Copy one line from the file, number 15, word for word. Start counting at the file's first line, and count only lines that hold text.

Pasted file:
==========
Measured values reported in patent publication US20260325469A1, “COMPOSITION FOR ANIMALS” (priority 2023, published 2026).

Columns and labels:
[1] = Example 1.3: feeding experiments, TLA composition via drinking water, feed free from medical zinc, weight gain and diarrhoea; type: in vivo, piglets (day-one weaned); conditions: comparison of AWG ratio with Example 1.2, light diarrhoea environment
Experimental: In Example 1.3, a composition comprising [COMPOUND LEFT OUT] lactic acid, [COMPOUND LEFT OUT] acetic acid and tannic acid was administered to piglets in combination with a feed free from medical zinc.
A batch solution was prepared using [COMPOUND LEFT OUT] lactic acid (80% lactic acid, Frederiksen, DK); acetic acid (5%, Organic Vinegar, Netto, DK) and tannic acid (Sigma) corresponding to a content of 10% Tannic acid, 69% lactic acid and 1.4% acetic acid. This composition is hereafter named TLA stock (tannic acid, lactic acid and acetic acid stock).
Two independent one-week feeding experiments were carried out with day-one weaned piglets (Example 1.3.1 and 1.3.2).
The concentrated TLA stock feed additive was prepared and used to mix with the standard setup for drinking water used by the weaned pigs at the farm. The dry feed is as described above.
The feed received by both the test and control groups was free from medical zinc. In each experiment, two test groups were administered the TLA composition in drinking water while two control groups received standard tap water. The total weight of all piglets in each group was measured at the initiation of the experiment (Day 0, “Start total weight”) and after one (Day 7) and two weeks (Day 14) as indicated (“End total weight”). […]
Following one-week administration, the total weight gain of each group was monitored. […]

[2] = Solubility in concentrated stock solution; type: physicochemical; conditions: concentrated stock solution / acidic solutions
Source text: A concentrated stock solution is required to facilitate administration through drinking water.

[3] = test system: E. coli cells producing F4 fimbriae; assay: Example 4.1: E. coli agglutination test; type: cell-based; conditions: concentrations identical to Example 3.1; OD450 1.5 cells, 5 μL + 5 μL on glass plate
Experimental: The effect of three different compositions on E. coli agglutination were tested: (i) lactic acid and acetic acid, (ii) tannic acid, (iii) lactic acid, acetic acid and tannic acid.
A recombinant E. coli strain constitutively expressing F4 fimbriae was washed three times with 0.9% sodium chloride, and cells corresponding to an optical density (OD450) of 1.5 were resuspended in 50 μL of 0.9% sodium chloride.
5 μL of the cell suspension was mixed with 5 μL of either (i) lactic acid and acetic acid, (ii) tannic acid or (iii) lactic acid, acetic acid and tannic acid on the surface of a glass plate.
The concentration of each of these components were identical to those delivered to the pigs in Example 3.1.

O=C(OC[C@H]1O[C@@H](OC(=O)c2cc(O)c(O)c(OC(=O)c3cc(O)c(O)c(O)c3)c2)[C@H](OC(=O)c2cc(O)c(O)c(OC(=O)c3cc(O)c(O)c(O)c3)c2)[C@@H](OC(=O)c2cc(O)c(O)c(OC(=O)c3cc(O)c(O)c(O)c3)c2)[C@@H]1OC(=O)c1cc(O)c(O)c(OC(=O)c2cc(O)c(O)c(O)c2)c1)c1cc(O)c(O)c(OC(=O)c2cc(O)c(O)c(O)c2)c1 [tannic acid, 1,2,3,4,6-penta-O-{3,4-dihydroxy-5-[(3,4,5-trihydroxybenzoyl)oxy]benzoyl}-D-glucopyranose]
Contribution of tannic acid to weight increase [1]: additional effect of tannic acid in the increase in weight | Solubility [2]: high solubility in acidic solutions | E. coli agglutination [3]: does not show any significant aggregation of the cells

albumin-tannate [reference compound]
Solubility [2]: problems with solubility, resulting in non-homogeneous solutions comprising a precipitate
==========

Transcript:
5 μL of the cell suspension was mixed with 5 μL of either (i) lactic acid and acetic acid, (ii) tannic acid or (iii) lactic acid, acetic acid and tannic acid on the surface of a glass plate.